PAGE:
The general rule for management fees is set out in Article 16 of most DTAs. Directors’ fees and other similar payments derived by a Belgian tax resident in their capacity as a member of the board of directors (or a similar organ) of a company, which is tax resident of another country, may be taxed in that other country. For example, if you live in Belgium but manage a UK company, the fees remain normally taxable in the UK. Belgium should exempt these.
Since it is not always easy to determine where exactly the activities of a director or manager are carried out, the basic principle is that they are exercised in the country where the company is resident. The right to tax the management fees are consequently assigned to that country.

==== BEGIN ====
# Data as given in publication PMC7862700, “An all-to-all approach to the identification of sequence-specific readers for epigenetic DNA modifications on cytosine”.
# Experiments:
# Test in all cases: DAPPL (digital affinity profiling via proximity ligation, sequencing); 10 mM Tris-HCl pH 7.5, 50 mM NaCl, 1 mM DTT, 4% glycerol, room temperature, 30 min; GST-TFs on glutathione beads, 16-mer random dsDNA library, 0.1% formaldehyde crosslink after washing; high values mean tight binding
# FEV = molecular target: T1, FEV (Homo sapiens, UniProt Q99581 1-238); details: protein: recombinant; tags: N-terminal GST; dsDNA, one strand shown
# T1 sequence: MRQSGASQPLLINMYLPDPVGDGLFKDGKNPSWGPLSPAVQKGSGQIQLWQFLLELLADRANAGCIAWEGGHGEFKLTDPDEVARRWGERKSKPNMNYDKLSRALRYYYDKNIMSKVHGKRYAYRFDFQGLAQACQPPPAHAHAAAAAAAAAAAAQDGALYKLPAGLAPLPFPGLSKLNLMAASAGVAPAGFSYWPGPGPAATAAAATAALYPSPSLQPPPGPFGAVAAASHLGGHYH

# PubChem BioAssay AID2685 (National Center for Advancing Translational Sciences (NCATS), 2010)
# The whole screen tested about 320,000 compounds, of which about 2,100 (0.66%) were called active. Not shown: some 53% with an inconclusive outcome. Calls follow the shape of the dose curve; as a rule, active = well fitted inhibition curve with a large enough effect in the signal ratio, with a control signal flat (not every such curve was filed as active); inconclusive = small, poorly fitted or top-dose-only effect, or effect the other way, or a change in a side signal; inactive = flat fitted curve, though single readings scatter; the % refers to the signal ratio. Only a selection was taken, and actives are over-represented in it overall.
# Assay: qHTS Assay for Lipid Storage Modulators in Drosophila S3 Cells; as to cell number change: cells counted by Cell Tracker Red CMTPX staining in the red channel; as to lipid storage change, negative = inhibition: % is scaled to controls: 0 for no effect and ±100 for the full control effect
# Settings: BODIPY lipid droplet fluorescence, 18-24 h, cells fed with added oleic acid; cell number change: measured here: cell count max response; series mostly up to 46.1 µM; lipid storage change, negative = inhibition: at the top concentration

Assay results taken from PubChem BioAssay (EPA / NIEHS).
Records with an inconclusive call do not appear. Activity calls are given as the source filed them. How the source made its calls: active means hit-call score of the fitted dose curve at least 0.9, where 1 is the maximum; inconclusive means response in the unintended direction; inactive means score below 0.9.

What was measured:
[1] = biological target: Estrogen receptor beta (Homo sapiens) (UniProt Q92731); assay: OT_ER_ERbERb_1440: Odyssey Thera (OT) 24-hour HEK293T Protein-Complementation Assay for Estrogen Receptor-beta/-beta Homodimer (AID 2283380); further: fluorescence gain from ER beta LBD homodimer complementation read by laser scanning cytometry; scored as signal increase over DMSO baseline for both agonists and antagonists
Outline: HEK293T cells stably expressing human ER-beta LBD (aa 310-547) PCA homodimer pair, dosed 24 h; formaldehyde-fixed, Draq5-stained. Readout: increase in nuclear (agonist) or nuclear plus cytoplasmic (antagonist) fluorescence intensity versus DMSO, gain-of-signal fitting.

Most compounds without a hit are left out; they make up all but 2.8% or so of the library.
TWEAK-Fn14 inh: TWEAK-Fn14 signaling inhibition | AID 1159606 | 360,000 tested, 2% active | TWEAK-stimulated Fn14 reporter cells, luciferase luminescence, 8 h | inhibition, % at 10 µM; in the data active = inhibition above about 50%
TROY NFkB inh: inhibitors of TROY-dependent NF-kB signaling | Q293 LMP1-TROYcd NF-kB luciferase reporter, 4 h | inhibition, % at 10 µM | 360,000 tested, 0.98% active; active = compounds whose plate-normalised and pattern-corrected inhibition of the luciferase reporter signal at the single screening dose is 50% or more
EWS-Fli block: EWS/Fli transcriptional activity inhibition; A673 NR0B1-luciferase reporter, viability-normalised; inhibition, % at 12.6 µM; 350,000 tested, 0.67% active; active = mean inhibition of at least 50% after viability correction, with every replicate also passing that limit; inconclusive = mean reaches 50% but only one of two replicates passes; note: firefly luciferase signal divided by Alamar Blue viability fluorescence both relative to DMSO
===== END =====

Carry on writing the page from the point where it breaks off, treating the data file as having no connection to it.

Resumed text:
It often happens that a member of the board of directors or supervisory board, also carries out other activities for the same company, for example, in the capacity of a person responsible for the day-to-day management, employee, adviser, consultant, etc. This is, for example, often the case for a CEO, CFO, COO or other top position within the company.
Article 16 does include fees paid for ‘day-to-day functions of a managerial or technical, commercial or financial nature’. However, these services are normally taxable in accordance with Article 15 DTA (employment article), as if such payment was salary derived by an employee in respect of employment and whereby any reference to the ‘employer’ is a reference to the company. The taxing rules for employment income are far more complex than those for board fees.